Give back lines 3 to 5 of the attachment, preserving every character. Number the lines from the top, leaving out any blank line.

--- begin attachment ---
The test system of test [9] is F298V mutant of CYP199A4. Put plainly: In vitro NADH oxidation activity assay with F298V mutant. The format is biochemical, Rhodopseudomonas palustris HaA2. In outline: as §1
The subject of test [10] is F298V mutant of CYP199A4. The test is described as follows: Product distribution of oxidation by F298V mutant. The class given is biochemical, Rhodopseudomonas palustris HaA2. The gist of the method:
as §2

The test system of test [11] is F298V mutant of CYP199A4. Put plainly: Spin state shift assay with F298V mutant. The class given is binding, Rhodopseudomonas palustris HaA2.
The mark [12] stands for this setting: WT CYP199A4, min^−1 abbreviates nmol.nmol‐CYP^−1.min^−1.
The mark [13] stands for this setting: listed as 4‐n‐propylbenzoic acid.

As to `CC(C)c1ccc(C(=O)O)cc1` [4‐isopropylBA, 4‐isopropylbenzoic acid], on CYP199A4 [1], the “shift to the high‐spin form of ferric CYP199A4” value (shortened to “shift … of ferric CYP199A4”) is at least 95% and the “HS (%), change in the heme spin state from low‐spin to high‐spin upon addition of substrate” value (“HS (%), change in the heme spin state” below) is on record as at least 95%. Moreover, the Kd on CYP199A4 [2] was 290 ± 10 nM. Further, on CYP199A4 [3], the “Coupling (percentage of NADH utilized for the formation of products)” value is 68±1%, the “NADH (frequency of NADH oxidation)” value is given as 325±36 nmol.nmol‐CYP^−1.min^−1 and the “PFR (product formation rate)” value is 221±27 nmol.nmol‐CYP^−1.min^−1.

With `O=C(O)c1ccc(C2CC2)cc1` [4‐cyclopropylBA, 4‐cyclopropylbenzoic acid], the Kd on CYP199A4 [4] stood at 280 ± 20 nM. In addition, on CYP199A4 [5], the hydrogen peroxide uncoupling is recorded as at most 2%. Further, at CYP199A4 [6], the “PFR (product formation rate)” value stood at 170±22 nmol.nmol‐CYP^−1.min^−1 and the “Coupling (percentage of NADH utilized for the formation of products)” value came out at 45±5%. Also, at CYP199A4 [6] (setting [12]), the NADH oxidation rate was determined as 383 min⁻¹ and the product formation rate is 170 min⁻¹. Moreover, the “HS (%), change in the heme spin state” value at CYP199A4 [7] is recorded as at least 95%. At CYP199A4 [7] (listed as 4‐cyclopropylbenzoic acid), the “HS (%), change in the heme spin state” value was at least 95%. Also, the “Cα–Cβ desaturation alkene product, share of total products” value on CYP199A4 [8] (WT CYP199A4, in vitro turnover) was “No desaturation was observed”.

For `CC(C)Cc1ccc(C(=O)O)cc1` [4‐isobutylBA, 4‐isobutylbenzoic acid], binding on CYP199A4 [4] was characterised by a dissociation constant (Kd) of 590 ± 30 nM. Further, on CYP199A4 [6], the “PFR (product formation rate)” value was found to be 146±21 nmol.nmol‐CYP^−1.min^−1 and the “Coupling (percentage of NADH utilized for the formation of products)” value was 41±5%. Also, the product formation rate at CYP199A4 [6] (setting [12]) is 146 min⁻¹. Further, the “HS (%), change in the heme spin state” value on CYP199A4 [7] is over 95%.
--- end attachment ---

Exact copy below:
as §2

The test system of test [11] is F298V mutant of CYP199A4. Put plainly: Spin state shift assay with F298V mutant. The class given is binding, Rhodopseudomonas palustris HaA2.
The mark [12] stands for this setting: WT CYP199A4, min^−1 abbreviates nmol.nmol‐CYP^−1.min^−1.